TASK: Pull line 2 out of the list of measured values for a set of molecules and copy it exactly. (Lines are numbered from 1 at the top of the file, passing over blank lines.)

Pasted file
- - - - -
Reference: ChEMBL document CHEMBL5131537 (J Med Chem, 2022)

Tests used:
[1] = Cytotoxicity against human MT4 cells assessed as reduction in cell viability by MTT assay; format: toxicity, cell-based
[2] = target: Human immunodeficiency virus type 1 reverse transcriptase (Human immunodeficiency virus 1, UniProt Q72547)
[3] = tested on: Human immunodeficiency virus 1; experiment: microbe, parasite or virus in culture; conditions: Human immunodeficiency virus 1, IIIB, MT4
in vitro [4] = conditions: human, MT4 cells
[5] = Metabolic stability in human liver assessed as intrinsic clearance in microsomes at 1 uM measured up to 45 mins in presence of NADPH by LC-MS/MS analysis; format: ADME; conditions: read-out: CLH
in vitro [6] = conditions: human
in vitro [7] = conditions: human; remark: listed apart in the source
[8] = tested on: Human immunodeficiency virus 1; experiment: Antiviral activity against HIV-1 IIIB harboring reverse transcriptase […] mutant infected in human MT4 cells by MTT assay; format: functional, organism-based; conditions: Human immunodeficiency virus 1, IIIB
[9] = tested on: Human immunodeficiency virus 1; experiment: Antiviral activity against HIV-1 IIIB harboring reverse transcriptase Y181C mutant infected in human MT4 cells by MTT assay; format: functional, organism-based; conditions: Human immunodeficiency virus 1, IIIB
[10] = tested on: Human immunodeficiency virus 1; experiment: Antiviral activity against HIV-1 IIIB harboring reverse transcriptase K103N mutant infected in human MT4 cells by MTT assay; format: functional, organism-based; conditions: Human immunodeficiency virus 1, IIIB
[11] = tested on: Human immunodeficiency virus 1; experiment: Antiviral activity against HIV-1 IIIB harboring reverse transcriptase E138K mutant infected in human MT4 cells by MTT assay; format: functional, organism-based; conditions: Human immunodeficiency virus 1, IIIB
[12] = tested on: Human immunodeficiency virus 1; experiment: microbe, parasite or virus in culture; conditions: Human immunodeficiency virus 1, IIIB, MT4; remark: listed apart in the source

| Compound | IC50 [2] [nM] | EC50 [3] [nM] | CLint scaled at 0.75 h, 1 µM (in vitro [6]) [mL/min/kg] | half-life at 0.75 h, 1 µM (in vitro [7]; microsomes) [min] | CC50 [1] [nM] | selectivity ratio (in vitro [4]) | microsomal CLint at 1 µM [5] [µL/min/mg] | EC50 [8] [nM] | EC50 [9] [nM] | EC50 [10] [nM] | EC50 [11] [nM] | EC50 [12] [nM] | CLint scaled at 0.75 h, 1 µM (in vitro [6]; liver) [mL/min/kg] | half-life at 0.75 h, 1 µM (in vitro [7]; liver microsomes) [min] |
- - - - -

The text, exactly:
Tests used: